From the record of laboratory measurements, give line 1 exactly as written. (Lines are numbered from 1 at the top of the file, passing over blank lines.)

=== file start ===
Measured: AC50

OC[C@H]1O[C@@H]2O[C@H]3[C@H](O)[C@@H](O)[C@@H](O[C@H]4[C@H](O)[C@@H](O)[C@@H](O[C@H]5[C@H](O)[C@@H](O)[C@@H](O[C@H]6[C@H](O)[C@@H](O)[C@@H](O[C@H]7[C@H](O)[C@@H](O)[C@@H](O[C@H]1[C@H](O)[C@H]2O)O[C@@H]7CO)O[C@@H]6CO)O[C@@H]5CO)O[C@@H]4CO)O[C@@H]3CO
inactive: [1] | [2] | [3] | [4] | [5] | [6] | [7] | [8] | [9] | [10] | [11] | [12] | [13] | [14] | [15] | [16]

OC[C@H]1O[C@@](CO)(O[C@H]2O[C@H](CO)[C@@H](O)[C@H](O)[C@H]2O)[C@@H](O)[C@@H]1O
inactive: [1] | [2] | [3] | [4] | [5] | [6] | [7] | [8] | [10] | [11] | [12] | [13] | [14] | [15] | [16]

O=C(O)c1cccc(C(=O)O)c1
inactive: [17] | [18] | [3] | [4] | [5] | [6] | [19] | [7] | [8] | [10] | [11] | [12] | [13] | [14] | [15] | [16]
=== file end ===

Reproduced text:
Measured: AC50